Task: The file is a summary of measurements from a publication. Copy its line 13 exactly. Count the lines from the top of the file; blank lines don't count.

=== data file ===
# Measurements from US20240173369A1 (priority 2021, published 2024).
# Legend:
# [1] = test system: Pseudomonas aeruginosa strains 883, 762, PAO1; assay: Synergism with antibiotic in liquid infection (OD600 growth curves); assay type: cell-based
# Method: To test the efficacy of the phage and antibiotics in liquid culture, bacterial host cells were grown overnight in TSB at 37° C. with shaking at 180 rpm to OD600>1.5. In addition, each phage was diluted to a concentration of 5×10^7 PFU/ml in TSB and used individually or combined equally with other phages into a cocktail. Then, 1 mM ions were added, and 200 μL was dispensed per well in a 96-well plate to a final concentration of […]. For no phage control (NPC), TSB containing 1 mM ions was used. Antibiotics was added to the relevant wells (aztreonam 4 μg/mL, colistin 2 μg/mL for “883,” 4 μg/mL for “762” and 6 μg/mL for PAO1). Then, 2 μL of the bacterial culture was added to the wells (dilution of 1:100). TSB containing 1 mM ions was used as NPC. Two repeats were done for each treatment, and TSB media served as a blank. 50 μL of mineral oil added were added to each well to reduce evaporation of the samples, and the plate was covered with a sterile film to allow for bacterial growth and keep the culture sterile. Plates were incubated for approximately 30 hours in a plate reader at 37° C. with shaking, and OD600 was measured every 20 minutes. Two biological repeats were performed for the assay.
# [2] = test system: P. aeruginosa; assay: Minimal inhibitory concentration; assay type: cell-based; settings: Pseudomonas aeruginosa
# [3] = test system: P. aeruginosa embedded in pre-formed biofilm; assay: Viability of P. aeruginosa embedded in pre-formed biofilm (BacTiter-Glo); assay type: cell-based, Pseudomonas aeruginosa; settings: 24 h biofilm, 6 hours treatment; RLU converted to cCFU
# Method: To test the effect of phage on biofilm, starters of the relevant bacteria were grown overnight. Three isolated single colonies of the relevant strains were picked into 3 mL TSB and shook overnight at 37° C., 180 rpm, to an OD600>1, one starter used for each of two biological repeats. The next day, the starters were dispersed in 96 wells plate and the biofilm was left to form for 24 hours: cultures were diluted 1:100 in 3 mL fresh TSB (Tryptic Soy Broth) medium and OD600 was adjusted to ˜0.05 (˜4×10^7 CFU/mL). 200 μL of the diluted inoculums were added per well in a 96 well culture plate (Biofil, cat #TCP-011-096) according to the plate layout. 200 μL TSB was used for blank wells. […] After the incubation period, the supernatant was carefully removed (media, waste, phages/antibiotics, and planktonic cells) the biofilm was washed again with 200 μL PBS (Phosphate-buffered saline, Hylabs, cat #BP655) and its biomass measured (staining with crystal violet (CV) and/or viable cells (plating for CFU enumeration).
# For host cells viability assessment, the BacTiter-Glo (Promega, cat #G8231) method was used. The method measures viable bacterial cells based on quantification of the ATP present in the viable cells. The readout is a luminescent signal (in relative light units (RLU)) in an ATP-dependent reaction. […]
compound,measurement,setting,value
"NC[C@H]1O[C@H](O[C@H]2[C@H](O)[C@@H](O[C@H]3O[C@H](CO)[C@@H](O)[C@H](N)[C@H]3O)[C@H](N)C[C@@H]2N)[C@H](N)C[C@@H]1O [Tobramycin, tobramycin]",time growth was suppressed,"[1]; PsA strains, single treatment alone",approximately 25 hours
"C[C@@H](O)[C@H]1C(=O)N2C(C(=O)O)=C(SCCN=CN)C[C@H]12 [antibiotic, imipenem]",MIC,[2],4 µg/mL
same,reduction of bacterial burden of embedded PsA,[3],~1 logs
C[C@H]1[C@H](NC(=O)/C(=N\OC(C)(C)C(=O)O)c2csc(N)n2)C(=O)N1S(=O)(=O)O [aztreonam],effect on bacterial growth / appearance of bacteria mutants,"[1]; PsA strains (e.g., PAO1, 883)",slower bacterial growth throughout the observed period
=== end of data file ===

C[C@H]1[C@H](NC(=O)/C(=N\OC(C)(C)C(=O)O)c2csc(N)n2)C(=O)N1S(=O)(=O)O [aztreonam],effect on bacterial growth / appearance of bacteria mutants,"[1]; PsA strains (e.g., PAO1, 883)",slower bacterial growth throughout the observed period